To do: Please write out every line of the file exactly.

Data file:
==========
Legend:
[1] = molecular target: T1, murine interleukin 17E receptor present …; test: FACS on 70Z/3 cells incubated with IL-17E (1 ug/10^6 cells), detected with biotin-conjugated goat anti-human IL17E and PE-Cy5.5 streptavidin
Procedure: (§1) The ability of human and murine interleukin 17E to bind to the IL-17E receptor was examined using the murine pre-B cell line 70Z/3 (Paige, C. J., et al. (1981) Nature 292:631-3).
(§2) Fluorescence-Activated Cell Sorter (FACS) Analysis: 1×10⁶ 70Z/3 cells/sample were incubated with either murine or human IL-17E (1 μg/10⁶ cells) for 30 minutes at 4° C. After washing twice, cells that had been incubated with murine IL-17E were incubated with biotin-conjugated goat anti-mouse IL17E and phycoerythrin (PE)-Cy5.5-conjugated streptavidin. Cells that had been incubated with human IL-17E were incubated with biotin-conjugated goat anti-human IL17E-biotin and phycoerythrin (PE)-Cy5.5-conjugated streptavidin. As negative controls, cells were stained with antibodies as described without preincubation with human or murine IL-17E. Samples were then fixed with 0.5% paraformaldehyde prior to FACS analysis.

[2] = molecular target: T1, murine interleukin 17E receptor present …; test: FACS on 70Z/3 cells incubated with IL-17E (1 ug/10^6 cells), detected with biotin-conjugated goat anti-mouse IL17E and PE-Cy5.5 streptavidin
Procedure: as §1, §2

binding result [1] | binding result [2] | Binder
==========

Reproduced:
Legend:
[1] = molecular target: T1, murine interleukin 17E receptor present …; test: FACS on 70Z/3 cells incubated with IL-17E (1 ug/10^6 cells), detected with biotin-conjugated goat anti-human IL17E and PE-Cy5.5 streptavidin
Procedure: (§1) The ability of human and murine interleukin 17E to bind to the IL-17E receptor was examined using the murine pre-B cell line 70Z/3 (Paige, C. J., et al. (1981) Nature 292:631-3).
(§2) Fluorescence-Activated Cell Sorter (FACS) Analysis: 1×10⁶ 70Z/3 cells/sample were incubated with either murine or human IL-17E (1 μg/10⁶ cells) for 30 minutes at 4° C. After washing twice, cells that had been incubated with murine IL-17E were incubated with biotin-conjugated goat anti-mouse IL17E and phycoerythrin (PE)-Cy5.5-conjugated streptavidin. Cells that had been incubated with human IL-17E were incubated with biotin-conjugated goat anti-human IL17E-biotin and phycoerythrin (PE)-Cy5.5-conjugated streptavidin. As negative controls, cells were stained with antibodies as described without preincubation with human or murine IL-17E. Samples were then fixed with 0.5% paraformaldehyde prior to FACS analysis.

[2] = molecular target: T1, murine interleukin 17E receptor present …; test: FACS on 70Z/3 cells incubated with IL-17E (1 ug/10^6 cells), detected with biotin-conjugated goat anti-mouse IL17E and PE-Cy5.5 streptavidin
Procedure: as §1, §2

binding result [1] | binding result [2] | Binder